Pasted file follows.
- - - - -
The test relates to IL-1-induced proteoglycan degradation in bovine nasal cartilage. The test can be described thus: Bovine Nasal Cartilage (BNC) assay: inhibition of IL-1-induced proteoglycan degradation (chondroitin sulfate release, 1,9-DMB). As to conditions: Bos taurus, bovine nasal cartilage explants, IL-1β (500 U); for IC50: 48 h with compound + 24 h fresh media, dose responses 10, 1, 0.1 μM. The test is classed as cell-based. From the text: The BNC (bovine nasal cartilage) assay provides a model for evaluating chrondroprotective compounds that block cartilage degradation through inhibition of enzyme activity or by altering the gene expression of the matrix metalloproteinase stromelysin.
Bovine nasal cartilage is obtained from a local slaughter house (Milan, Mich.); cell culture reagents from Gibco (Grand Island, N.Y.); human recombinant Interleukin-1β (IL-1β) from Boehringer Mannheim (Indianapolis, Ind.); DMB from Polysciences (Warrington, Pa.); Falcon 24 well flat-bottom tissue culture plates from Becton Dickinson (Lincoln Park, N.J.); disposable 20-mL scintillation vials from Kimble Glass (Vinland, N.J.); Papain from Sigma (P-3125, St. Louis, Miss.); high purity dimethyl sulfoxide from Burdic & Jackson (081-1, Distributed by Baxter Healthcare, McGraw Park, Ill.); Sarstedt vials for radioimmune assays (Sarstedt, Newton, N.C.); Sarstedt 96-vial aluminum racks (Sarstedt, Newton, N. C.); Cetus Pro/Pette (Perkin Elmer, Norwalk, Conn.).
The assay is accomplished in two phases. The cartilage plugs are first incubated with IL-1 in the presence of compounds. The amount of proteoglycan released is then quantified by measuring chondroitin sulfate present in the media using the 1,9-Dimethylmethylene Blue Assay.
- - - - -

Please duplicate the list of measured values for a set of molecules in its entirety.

The test relates to IL-1-induced proteoglycan degradation in bovine nasal cartilage. The test can be described thus: Bovine Nasal Cartilage (BNC) assay: inhibition of IL-1-induced proteoglycan degradation (chondroitin sulfate release, 1,9-DMB). As to conditions: Bos taurus, bovine nasal cartilage explants, IL-1β (500 U); for IC50: 48 h with compound + 24 h fresh media, dose responses 10, 1, 0.1 μM. The test is classed as cell-based. From the text: The BNC (bovine nasal cartilage) assay provides a model for evaluating chrondroprotective compounds that block cartilage degradation through inhibition of enzyme activity or by altering the gene expression of the matrix metalloproteinase stromelysin.
Bovine nasal cartilage is obtained from a local slaughter house (Milan, Mich.); cell culture reagents from Gibco (Grand Island, N.Y.); human recombinant Interleukin-1β (IL-1β) from Boehringer Mannheim (Indianapolis, Ind.); DMB from Polysciences (Warrington, Pa.); Falcon 24 well flat-bottom tissue culture plates from Becton Dickinson (Lincoln Park, N.J.); disposable 20-mL scintillation vials from Kimble Glass (Vinland, N.J.); Papain from Sigma (P-3125, St. Louis, Miss.); high purity dimethyl sulfoxide from Burdic & Jackson (081-1, Distributed by Baxter Healthcare, McGraw Park, Ill.); Sarstedt vials for radioimmune assays (Sarstedt, Newton, N.C.); Sarstedt 96-vial aluminum racks (Sarstedt, Newton, N. C.); Cetus Pro/Pette (Perkin Elmer, Norwalk, Conn.).
The assay is accomplished in two phases. The cartilage plugs are first incubated with IL-1 in the presence of compounds. The amount of proteoglycan released is then quantified by measuring chondroitin sulfate present in the media using the 1,9-Dimethylmethylene Blue Assay.